Mindie, thanks for the post. You sort of gave me a wee epiphany into something, so, go raibh míle maith agat for that!

    Also, two great people to quote from--they have both touched my life in separate ways, but you united them. Ta!

  9. i think camping is one of those simple pleasures that many miss because they are in a hurry, busy accumulating more, trying to constantly improve themselves or others. i do have those simple moments at home on my one acre plot, sitting out having coffee on the deck and watching butterflies flit by, or looking at the tomatoes i grew with my own two hands and a little help from mother nature. i just think i have some many more of these moments when i am camping because there are so many fewer distractions, no tv, no traffic noises and you start to notice little things, the ladybugs, the ripple pattern in the lake and so on. humans need these moments, well i do. my soul craves this and sighs in bliss when it gets it

  10. Mindie, did you camp as a child? I think those who did view it quite differently as adults. I love to kayak, hike and generally be outdoors reading, gardening, etc, but when the day is done I want to retreat indoors.

    I love to travel and when I do I want others to do what I do for myself normally, i.e. cook, clean, etc. Except for the occasional NASCAR rental house I don't even like renting a vacation home because I don't want to clean someone else's house while I am on vacation.

    Your description of camping sounds beautiful and romantic. Although I am not a camping snob it has never been something that appealed to me, but it might have if someone like you introduced me to it as a kid.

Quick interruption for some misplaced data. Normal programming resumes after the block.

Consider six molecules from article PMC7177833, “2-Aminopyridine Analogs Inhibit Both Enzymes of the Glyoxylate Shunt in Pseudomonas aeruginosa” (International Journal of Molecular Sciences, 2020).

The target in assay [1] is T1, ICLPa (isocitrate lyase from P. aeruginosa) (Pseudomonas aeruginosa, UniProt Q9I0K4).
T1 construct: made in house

If you want to talk snobs let's talk about people who put NASCAR down. But I digress …

  11. Carol - so funny (about NASCAR snobs). No, I never camped as a kid, my mother wouldn't have heard of it. In fact, I can only remember ever taking one vacation - to Cape Cod. I spent my summers at my grandparents' house on the Patuxent River in St. Mary's County, and it was there that my love for the outdoors developed, but it would have been unthinkable for us to sleep outside. In those days, camping was for the scouts and families who couldn't afford to stay in hotels. We couldn't even afford to camp.

    My love for camping began when I married Dan. Being from rural Maine, he knew how to survive outdoors and like most Mainers - how to appreciate it.

    Camping runs the gamut from a rustic, sleeping under the stars on a roll-out mat to a luxurious slumber in a greyhound-bus sized camper with more amenities than most houses. Neither of these extremes suit me, but ... each to his / her own.

    A nice little camper with a potty, running water and a mattress is perfect for us. Just enough to make it comfortable, but not too much to shield us from magical rawness of the night air.

    You might try it, Carol. Maybe you'd find even as an adult, that you enjoy the camping experience.


  12. Thanks all for the comments, folks. I didn't realize I might offend some campers with the text in this post ... but my inbox, twitter feed and, yes - even this comment stream tells me I may have misrepresented my true feelings about tent campers.

    Oh well... sorry if my post made you feel like lowlife or low class for sleeping in a leaky tent on lumpy ground. But really, people ... read the title of this blog.

    Who really cares what I think? =)